3.2 Analysis of cell density
The average cell density was quantified in both the control and induced membrane samples by counting cell nuclei in DAPI stained sections (Fig. 6A and B). This analysis revealed an average cell density of 1.12 (± 0.26) × 105 cells/mm3 in local fascia and 3.14 (± 0.69) × 105 cells/mm3 in the induced membranes, which resulted in a 2.8-fold (P = .0006, n = 5) higher cell number in the membrane samples (Fig. 6C).
3.3 Gene expression analysis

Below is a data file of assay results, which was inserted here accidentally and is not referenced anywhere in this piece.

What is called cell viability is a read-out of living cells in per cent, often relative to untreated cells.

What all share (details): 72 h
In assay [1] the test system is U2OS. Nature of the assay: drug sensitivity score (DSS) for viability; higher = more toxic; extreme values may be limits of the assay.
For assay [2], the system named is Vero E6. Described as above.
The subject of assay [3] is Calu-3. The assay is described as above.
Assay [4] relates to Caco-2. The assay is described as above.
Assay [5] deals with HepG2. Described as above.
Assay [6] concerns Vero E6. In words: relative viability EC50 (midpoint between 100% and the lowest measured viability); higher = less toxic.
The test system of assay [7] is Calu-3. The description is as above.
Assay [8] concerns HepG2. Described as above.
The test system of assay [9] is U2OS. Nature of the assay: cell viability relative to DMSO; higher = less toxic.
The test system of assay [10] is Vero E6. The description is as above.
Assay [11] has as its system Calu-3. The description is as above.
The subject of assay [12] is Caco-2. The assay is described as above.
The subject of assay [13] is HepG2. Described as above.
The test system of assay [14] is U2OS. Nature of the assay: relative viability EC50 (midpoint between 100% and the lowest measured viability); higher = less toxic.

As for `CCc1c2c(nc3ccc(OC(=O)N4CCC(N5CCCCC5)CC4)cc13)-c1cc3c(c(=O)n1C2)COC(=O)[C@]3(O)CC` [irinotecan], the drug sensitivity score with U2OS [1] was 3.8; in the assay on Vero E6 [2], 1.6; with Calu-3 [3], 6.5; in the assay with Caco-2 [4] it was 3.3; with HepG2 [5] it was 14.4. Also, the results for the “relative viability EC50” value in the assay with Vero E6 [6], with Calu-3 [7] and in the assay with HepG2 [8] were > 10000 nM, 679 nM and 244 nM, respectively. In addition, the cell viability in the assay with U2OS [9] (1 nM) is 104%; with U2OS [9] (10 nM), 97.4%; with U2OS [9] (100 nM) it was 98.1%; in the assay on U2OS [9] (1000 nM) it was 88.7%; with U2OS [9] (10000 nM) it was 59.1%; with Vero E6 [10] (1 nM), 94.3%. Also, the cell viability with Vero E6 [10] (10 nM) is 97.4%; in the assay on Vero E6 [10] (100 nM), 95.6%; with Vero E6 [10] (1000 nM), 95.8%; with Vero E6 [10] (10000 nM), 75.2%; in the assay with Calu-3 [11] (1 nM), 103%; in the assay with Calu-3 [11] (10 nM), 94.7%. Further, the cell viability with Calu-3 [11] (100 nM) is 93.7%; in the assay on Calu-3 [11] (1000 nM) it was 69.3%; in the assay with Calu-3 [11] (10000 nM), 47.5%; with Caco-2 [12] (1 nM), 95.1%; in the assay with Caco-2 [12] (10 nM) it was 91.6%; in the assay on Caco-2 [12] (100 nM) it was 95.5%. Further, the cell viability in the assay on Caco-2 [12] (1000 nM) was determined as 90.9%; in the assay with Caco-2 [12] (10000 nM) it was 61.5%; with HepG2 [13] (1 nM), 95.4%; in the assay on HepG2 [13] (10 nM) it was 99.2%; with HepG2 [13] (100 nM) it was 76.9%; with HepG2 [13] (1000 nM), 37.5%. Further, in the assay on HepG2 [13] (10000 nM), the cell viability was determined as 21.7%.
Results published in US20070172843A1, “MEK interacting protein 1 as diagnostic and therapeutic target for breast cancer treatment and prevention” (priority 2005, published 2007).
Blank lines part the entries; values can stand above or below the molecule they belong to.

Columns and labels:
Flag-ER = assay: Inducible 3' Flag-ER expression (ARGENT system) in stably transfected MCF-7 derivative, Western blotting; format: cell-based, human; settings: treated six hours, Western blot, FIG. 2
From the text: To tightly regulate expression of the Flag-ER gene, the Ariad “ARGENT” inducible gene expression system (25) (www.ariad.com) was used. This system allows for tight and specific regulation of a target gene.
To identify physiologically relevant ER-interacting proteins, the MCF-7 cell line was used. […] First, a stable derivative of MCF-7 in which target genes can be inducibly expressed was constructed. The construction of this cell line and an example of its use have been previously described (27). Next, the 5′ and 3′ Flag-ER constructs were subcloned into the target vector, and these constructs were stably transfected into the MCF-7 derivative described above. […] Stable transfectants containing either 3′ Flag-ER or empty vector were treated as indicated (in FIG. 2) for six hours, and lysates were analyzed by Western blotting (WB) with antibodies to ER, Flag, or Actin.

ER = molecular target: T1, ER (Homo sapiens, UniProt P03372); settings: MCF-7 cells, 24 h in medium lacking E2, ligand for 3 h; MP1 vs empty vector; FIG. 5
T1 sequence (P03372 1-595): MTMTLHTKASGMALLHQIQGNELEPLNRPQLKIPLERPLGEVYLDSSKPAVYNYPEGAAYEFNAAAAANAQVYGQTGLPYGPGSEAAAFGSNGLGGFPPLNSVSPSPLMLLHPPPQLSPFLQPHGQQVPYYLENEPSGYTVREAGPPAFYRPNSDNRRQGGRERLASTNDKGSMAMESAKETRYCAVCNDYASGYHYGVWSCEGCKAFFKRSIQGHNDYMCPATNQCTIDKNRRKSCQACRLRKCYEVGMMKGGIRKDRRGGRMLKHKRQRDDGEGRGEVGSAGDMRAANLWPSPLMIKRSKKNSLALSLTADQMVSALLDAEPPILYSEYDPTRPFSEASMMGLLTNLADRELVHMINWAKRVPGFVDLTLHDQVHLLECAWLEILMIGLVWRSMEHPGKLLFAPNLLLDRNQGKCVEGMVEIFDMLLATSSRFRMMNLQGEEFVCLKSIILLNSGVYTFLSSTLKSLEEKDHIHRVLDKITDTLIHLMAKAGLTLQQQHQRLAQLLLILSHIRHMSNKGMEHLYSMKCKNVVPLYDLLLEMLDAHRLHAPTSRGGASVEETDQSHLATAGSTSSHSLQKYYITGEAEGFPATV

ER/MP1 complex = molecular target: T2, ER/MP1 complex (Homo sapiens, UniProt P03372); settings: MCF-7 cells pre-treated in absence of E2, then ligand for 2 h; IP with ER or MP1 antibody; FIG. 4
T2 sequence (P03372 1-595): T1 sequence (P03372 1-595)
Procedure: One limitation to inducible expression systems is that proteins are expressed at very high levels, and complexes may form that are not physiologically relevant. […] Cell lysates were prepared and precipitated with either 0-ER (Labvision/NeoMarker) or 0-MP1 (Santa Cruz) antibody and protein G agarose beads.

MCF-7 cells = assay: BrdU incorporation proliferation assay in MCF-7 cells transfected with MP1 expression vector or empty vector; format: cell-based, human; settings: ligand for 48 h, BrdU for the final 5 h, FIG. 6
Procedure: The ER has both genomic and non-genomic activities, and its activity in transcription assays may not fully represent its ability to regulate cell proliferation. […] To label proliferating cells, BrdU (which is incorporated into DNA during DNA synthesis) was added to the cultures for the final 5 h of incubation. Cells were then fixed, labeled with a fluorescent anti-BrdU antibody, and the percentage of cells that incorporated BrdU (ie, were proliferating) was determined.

The differential expression of genes from angiogenic, osteogenic, and inflammatory pathways was measured in the induced membranes relative to the local fascia (Fig. 7). Consistent with the results of the IHC stains, the gene expression analysis demonstrated a 3.3-fold upregulation of VEGFA, which is essential for angiogenesis. Furthermore, induced membranes had a 5.9-fold upregulation of ANG, a potent mediator of new blood vessel formation. In contrast, platelet derived growth factor A; important for wound healing, VEGF-B, and von Willebrand factor; promotes adhesion of platelets to the sites of vascular injury, were downregulated compared to local fascia by 8.7-fold, 2.7-fold, and 2.2-fold, respectively (Fig. 7A). Osteogenic activity of the induced membrane was demonstrated by a 152.8-fold upregulation of TGF-ß1, which is an important stimulator of osteoblastic bone formation. RUNX2 was also upregulated by 7.5-fold, which is essential for the maturation of osteoblasts, whereas secreted phosphoprotein 1, a gene involved in the attachment of osteoclasts to the mineralized bone matrix, was downregulated by 6.1-fold. BMP-2, an important regulator of bone development, was upregulated by 2.1-fold in the induced membranes, whereas BMP-4 and BMP-6 were downregulated by 2.5-fold and 4.4-fold, respectively. COL1-A1 (collagen type I alpha 1; −2.1-fold), abundant in bone, GDF-5 (+3.6-fold) and GDF-10 (+2.3-fold), both involved in osteoblast and bone formation, as well as TGF-ß3 (−4.3-fold), which plays a key role in wound healing, were significantly up- or downregulated in the induced membranes (Fig. 7B). Likewise, inflammatory genes, like IL-6, had a 5.8-fold increased expression, which is essential for the final differentiation of B-cells. NF-κB1, involved in immune cell development, was upregulated by 28.1-fold. RANKL, affecting the maturation and activation of the immune system and a key factor for osteoclast differentiation, was upregulated by 6.9-fold in the induced membranes compared to the local fascia. interleukin-1B, another important mediator of the inflammatory response, was downregulated by 3.9-fold (Fig. 7C).